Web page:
Another inherent risk to gaming stems from the volatile nature of cryptocurrencies. The constant fluctuation of NFT and crypto prices can harm developers and gamers. Imagine a game that introduces a gun as an NFT worth 0.1 ETH. As the developers are integrating this item, what if ETH's price drops? Will the developer make a rapid change in price right then and there, risking the gaming studio's reputation? What if those who buy the NFT saw its value dipping the instant they bought the in-game item? What about their losses?

Gamers are tired of over-monetization already

Statistics show that over 20% of gaming communities have engaged with microtransactions, and 41% of players make in-game purchases at least once weekly. Diablo Immortal, one of the biggest games with microtransactions, has earned upwards of $500 million in revenue.

While Diablo Immortal is free to play, microtransaction-led monetization has found its way into AAA titles that players have already paid for. Assassin's Creed Valhalla, the latest game in Ubisoft's flagship series, is full of microtransactions and has earned Ubisoft over £780 million.

However, some gamers have grown weary of this monetization. They see NFTs as cosmetic fads that add nothing more than unnecessary monetization to their favorite games and damage their gameplay experience.

Can these risks ever be resolved?

Now, the real question is can these issues be resolved? Yes, they can be solved; and the solution to each risk ranges from quirky to practical.

Dealing with the image of NFTs

The first issue is that NFT integration into video games is less about risk and more about adoption. Gamers don't love NFTs. Most rallied around this sentiment and have essentially bullied NFTs out of mainstream gaming. However, popular Twitch Streamer Asmongold has a different solution — not calling NFTs NFTs.

“Here is what I would do if I wanted to put an NFT into a game,” said the Streamer. “I would make NFTs and I just wouldn't call them NFTs. It's simple. Yeah you make NFTs and you don't call them NFTs, people don't get mad about them and that's all there is to it.”

This approach, while quirky, could be implemented for a short while and be viable until NFT integration with games has taken time to address its shortcomings.

A long-term solution to the issue would be to have more realistic expectations about what NFTs can contribute to gaming. Extolling the virtues of P2E in a realistic, subdued fashion could help diminish some of the antagonistic attitude gamers have towards NFTs.

Addressing the exclusion issue

“This challenge can be addressed by offering free-to-play models and ensuring that NFTs are optional, not necessary for gameplay,” says Bitlord, a crypto expert and NFT enthusiast active on Twitter.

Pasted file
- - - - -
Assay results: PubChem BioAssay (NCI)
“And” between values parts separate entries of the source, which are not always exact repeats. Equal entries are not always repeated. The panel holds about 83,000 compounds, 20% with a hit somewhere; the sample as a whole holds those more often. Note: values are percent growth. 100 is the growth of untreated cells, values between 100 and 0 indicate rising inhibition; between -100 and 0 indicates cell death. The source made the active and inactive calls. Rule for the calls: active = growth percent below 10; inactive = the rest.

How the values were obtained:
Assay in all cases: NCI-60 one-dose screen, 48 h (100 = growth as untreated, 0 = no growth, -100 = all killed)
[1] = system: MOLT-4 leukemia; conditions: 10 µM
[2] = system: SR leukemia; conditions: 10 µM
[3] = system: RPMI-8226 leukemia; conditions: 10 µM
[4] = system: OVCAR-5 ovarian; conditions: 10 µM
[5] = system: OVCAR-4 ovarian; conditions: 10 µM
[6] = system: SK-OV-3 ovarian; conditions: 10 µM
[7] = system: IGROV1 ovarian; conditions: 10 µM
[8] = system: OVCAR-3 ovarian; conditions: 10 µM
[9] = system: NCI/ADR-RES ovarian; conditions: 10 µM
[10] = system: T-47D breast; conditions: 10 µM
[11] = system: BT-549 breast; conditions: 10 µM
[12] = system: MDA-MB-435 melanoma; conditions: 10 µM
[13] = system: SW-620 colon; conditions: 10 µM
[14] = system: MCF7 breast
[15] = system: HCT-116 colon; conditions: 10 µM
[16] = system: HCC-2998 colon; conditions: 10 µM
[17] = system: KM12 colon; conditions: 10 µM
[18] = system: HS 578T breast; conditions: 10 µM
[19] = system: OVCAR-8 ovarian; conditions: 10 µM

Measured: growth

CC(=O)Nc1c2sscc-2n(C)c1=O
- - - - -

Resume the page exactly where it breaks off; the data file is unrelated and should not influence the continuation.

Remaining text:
This approach will not only allow those in the Web2 arena to try their hands at blockchain games but will also enhance the image of NFTs in gaming. Furthermore, such games can potentially earn renown in Web2 while still using blockchain technology.

Dealing with the speculative aspect of crypto and gaming

One of the biggest risks and a roadblock to NFT adoption in mainstream gaming is the speculative nature of cryptocurrency. The solution is simple: Decoupling the crypto's value from the rest of the market and instead focusing on increasing its value based on merit.

Bitlord says that creating in-game assets with an intrinsic value beyond speculation could do the trick. These assets could bring new cosmetics to the player characters or give players a unique gameplay feature. Focusing on utility can potentially tie the value of a crypto asset to that utility rather than to the macroeconomic conditions.

The value crypto and NFTs could bring to the gaming industry

Despite the current risks, there are many perks that cryptos and NFTs could bring to the gaming industry. They introduce the prospect of real digital ownership through unique in-game items and player-driven economies.

These economies will lay the foundation of robust gaming communities, coming together to create new gameplay mechanics and giving players a way to earn from their gaming activities. These instances would potentially heighten engagement. In addition, integrating blockchain with gaming could ensure immutable proof of ownership, ensuring players can truly own the in-game assets they buy.

Developers would also benefit as they would be introduced to a better and a more sustainable revenue model in which they won't only earn from initial sales but also from secondary market interactions. The sustainability thus created for the ecosystem could establish a symbiotic relationship between developers and gamers, making gaming great again.

However, these positives can only be realized if everyone in the crypto space starts working on resolving the inherent risks of crypto integration with gaming. The responsibility of this undertaking falls on crypto enthusiasts, not gamers. Gamers are the ones that need to be convinced to enter a world where gaming is decentralized, in-game asset ownership is real, and everyone has a stake in the development of the gaming product.